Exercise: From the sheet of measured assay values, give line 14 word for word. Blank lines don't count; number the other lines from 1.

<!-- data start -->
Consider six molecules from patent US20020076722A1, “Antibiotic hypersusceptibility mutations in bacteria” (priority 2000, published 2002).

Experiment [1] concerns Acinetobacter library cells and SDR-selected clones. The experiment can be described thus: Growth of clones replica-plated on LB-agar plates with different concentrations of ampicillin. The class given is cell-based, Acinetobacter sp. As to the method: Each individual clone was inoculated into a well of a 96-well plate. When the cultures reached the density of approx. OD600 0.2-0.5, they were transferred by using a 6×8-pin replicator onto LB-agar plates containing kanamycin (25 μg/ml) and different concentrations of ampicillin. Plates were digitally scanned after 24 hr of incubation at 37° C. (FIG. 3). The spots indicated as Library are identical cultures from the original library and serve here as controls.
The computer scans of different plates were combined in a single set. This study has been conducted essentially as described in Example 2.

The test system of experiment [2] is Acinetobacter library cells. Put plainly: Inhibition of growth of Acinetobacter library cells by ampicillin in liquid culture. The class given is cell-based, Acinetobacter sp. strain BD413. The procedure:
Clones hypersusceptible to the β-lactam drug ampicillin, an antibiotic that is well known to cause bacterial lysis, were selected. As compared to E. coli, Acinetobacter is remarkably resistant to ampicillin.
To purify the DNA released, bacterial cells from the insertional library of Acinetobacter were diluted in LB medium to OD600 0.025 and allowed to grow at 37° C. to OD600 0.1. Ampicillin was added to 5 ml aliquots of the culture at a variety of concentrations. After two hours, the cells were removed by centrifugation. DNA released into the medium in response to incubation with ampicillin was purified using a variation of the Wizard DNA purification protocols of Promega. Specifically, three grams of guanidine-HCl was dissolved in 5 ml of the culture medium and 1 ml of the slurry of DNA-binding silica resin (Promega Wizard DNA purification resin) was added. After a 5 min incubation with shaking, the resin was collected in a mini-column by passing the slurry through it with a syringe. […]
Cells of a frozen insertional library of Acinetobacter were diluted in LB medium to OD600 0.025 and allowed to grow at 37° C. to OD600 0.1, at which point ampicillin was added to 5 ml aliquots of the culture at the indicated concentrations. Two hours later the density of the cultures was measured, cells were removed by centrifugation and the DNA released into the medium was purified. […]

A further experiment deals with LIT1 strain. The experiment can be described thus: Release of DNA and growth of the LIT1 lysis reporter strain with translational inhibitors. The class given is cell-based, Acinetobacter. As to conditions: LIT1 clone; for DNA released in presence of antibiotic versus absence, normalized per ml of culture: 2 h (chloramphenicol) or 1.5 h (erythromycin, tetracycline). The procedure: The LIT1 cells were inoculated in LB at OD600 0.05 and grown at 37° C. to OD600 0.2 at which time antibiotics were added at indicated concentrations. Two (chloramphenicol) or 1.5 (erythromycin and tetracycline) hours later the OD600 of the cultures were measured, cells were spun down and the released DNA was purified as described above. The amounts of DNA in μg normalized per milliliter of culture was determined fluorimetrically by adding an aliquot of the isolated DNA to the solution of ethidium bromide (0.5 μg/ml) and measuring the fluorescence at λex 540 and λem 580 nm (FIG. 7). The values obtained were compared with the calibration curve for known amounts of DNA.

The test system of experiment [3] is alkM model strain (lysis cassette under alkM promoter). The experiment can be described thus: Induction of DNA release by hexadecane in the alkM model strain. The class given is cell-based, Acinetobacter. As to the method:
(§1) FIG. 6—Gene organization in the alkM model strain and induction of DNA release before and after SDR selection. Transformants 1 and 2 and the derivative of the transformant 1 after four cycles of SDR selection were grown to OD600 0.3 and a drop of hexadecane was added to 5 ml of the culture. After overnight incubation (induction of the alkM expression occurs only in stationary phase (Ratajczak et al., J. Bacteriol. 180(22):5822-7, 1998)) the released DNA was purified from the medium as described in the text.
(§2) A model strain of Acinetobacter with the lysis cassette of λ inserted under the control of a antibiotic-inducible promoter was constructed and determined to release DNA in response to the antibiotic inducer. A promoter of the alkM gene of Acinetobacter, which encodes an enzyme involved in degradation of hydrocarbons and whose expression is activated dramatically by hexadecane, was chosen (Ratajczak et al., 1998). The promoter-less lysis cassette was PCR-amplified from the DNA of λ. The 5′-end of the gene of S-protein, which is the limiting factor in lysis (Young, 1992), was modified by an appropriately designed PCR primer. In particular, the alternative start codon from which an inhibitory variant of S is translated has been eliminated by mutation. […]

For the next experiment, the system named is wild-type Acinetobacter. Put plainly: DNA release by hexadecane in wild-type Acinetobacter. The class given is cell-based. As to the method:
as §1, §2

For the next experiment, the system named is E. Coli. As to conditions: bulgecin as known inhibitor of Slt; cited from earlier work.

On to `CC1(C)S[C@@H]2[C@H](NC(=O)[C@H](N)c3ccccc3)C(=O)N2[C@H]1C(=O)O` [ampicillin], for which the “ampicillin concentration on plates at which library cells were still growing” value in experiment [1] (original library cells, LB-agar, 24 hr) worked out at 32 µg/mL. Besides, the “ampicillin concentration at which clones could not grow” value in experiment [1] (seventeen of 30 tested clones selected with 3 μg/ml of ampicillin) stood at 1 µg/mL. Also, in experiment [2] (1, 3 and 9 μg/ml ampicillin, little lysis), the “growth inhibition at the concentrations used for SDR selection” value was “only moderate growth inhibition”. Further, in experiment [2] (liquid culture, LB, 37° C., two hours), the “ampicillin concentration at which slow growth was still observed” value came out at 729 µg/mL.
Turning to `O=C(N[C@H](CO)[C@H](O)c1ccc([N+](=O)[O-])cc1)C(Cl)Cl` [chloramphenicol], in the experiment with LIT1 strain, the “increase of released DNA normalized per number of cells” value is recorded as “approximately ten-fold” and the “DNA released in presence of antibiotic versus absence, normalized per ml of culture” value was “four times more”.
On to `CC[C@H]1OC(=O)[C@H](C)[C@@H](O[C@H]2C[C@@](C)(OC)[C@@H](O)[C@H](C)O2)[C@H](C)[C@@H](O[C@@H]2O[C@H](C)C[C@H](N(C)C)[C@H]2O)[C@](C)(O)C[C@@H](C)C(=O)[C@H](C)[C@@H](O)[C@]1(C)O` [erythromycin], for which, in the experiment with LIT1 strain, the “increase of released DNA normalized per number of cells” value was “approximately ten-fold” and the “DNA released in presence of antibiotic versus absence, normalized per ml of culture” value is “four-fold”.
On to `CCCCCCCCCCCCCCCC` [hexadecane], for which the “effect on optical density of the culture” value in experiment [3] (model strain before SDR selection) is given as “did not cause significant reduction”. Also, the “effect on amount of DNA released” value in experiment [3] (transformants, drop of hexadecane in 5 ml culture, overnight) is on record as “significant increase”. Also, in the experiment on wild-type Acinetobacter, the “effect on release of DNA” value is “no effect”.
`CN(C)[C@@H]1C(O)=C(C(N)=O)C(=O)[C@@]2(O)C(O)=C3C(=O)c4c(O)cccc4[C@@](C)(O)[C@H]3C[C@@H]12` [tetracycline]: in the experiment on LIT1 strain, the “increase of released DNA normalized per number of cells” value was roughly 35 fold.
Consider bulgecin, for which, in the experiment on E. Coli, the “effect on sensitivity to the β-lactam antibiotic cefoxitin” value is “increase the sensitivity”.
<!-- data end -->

For the next experiment, the system named is E. Coli. As to conditions: bulgecin as known inhibitor of Slt; cited from earlier work.